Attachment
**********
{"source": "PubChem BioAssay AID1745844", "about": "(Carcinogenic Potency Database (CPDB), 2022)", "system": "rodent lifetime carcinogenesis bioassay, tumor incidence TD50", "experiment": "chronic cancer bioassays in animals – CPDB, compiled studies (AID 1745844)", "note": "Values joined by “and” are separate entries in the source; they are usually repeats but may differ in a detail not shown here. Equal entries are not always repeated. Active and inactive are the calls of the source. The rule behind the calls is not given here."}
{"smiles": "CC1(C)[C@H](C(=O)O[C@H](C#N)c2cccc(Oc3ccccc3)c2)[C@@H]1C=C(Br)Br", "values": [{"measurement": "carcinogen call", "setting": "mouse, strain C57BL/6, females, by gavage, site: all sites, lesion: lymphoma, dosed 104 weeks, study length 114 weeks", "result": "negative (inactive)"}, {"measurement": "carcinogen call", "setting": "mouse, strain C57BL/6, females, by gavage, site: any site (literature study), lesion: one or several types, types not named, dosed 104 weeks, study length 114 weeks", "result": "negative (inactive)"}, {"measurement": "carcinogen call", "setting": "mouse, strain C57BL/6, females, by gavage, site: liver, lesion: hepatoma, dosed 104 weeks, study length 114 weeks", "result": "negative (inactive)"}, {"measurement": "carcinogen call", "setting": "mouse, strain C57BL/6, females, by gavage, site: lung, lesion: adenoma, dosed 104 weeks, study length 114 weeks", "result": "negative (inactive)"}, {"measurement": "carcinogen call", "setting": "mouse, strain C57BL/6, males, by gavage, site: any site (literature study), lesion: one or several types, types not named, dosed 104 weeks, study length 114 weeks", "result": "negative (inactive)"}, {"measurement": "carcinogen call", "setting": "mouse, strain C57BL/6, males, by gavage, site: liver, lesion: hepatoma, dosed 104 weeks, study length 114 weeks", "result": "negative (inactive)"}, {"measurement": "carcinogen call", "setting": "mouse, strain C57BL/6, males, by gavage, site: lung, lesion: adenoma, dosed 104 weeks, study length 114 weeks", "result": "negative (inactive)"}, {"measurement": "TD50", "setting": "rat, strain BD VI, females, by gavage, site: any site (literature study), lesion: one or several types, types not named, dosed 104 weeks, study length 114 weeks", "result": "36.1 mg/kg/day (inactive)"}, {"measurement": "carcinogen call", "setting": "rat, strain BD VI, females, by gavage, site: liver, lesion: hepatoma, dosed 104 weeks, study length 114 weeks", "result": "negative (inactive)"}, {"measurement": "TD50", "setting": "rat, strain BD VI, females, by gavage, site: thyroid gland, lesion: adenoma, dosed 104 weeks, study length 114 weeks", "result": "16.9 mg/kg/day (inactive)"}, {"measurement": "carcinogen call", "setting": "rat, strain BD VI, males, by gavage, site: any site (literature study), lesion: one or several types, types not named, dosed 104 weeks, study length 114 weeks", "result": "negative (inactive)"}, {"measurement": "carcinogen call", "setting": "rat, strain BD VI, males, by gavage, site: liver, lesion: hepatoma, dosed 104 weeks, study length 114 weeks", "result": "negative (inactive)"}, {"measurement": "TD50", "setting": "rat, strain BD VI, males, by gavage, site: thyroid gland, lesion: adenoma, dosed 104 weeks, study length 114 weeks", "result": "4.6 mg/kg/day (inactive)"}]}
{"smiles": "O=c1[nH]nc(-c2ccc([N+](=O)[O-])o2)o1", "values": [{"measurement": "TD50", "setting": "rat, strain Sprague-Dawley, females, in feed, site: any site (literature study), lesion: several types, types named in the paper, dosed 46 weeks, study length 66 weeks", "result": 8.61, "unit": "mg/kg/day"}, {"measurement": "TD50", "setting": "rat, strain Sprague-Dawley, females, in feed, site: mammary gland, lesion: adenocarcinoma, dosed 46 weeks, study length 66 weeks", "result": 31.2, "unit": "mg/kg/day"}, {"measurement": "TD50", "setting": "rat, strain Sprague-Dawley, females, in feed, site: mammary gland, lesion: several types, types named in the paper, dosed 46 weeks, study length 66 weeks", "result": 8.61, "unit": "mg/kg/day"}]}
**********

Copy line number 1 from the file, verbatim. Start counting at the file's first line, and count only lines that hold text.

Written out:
{"source": "PubChem BioAssay AID1745844", "about": "(Carcinogenic Potency Database (CPDB), 2022)", "system": "rodent lifetime carcinogenesis bioassay, tumor incidence TD50", "experiment": "chronic cancer bioassays in animals – CPDB, compiled studies (AID 1745844)", "note": "Values joined by “and” are separate entries in the source; they are usually repeats but may differ in a detail not shown here. Equal entries are not always repeated. Active and inactive are the calls of the source. The rule behind the calls is not given here."}